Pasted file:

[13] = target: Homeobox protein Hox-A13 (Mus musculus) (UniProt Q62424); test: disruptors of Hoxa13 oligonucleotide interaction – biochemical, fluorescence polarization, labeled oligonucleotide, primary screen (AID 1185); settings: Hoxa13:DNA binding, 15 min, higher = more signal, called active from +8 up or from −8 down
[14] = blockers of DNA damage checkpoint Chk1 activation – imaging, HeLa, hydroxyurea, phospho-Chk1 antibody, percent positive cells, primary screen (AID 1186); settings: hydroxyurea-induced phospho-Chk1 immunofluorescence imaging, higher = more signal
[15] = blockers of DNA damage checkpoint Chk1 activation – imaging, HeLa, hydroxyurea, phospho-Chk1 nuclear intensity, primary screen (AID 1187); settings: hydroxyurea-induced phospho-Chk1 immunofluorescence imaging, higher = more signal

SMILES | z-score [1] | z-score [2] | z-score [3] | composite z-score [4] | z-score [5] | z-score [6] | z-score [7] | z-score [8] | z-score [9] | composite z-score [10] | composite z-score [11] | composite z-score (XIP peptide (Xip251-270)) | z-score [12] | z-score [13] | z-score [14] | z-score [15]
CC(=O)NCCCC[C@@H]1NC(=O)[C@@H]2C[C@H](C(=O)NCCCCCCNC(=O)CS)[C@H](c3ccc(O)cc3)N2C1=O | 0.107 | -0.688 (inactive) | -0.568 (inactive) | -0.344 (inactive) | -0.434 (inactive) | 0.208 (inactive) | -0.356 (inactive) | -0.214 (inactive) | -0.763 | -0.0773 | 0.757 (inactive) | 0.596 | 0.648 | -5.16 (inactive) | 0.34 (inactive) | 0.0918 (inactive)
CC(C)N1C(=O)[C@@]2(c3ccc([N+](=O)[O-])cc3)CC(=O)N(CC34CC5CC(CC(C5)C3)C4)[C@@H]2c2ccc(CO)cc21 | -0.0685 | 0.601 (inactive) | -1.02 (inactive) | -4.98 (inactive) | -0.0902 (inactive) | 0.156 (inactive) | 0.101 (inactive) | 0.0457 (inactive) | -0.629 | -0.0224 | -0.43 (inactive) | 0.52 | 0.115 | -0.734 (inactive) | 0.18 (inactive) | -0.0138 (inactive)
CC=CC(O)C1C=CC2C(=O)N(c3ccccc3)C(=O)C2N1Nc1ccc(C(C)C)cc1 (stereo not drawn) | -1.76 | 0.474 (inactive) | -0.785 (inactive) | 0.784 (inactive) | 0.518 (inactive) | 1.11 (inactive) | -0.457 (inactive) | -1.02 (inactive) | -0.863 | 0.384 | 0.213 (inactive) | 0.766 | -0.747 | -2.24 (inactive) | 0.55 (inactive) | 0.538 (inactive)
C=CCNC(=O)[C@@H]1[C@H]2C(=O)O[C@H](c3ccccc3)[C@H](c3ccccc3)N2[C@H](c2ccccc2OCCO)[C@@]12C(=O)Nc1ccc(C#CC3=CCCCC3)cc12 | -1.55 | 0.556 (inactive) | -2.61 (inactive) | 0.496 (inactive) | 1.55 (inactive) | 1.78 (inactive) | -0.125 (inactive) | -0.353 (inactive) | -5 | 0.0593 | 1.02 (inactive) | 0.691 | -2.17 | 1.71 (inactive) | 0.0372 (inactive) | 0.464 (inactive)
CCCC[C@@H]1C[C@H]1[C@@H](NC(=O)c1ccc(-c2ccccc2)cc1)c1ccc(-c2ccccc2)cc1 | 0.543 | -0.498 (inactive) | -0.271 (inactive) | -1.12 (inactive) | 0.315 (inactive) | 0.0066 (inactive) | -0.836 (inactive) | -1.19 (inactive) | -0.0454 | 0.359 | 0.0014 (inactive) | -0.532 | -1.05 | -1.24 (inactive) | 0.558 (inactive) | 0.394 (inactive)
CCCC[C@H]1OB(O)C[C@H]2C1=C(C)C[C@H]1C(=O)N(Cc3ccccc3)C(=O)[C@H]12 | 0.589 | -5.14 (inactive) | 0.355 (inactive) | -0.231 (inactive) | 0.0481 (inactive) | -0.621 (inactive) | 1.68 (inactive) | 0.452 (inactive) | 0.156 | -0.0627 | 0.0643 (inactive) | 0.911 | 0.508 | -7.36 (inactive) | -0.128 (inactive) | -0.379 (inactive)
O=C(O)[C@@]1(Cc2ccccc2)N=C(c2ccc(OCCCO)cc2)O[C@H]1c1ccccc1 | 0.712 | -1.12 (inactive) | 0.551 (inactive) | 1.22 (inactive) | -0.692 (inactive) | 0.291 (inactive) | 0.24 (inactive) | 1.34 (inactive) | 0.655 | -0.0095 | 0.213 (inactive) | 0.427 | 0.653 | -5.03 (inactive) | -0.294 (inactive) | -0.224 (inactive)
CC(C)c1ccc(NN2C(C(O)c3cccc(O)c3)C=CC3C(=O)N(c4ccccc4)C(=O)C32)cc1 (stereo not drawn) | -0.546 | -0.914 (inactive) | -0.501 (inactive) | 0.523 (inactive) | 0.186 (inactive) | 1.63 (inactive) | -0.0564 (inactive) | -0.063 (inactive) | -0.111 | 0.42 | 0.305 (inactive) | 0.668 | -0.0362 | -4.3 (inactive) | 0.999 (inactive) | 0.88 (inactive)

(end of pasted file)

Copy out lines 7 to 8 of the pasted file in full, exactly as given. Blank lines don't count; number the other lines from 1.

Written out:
CC=CC(O)C1C=CC2C(=O)N(c3ccccc3)C(=O)C2N1Nc1ccc(C(C)C)cc1 (stereo not drawn) | -1.76 | 0.474 (inactive) | -0.785 (inactive) | 0.784 (inactive) | 0.518 (inactive) | 1.11 (inactive) | -0.457 (inactive) | -1.02 (inactive) | -0.863 | 0.384 | 0.213 (inactive) | 0.766 | -0.747 | -2.24 (inactive) | 0.55 (inactive) | 0.538 (inactive)
C=CCNC(=O)[C@@H]1[C@H]2C(=O)O[C@H](c3ccccc3)[C@H](c3ccccc3)N2[C@H](c2ccccc2OCCO)[C@@]12C(=O)Nc1ccc(C#CC3=CCCCC3)cc12 | -1.55 | 0.556 (inactive) | -2.61 (inactive) | 0.496 (inactive) | 1.55 (inactive) | 1.78 (inactive) | -0.125 (inactive) | -0.353 (inactive) | -5 | 0.0593 | 1.02 (inactive) | 0.691 | -2.17 | 1.71 (inactive) | 0.0372 (inactive) | 0.464 (inactive)